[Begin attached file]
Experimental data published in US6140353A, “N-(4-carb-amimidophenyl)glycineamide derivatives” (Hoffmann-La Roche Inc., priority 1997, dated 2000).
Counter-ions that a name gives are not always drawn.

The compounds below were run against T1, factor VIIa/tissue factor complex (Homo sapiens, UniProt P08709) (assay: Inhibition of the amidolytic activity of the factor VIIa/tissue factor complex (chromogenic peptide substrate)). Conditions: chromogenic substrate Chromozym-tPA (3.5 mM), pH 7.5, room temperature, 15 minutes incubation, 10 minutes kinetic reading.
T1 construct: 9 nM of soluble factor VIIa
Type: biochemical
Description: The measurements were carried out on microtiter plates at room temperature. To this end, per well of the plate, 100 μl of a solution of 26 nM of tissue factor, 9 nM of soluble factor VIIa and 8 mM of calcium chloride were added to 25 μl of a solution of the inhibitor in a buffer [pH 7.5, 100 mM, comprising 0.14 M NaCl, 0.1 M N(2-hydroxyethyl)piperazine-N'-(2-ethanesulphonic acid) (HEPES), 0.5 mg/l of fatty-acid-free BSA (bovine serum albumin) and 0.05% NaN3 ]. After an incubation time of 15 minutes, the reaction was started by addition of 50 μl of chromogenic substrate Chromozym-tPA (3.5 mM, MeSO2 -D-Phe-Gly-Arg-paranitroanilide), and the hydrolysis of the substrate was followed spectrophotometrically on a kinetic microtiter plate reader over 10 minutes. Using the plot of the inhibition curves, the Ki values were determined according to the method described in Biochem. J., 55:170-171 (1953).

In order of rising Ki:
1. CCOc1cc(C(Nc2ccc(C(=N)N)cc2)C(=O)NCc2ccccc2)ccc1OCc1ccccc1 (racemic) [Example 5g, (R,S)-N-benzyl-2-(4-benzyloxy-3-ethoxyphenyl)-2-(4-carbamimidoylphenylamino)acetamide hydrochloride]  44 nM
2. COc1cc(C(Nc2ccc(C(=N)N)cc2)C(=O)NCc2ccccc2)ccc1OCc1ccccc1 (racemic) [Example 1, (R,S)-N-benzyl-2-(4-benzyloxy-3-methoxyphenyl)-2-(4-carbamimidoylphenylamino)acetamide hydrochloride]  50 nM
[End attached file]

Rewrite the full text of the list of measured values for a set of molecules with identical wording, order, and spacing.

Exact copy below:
Experimental data published in US6140353A, “N-(4-carb-amimidophenyl)glycineamide derivatives” (Hoffmann-La Roche Inc., priority 1997, dated 2000).
Counter-ions that a name gives are not always drawn.

The compounds below were run against T1, factor VIIa/tissue factor complex (Homo sapiens, UniProt P08709) (assay: Inhibition of the amidolytic activity of the factor VIIa/tissue factor complex (chromogenic peptide substrate)). Conditions: chromogenic substrate Chromozym-tPA (3.5 mM), pH 7.5, room temperature, 15 minutes incubation, 10 minutes kinetic reading.
T1 construct: 9 nM of soluble factor VIIa
Type: biochemical
Description: The measurements were carried out on microtiter plates at room temperature. To this end, per well of the plate, 100 μl of a solution of 26 nM of tissue factor, 9 nM of soluble factor VIIa and 8 mM of calcium chloride were added to 25 μl of a solution of the inhibitor in a buffer [pH 7.5, 100 mM, comprising 0.14 M NaCl, 0.1 M N(2-hydroxyethyl)piperazine-N'-(2-ethanesulphonic acid) (HEPES), 0.5 mg/l of fatty-acid-free BSA (bovine serum albumin) and 0.05% NaN3 ]. After an incubation time of 15 minutes, the reaction was started by addition of 50 μl of chromogenic substrate Chromozym-tPA (3.5 mM, MeSO2 -D-Phe-Gly-Arg-paranitroanilide), and the hydrolysis of the substrate was followed spectrophotometrically on a kinetic microtiter plate reader over 10 minutes. Using the plot of the inhibition curves, the Ki values were determined according to the method described in Biochem. J., 55:170-171 (1953).

In order of rising Ki:
1. CCOc1cc(C(Nc2ccc(C(=N)N)cc2)C(=O)NCc2ccccc2)ccc1OCc1ccccc1 (racemic) [Example 5g, (R,S)-N-benzyl-2-(4-benzyloxy-3-ethoxyphenyl)-2-(4-carbamimidoylphenylamino)acetamide hydrochloride]  44 nM
2. COc1cc(C(Nc2ccc(C(=N)N)cc2)C(=O)NCc2ccccc2)ccc1OCc1ccccc1 (racemic) [Example 1, (R,S)-N-benzyl-2-(4-benzyloxy-3-methoxyphenyl)-2-(4-carbamimidoylphenylamino)acetamide hydrochloride]  50 nM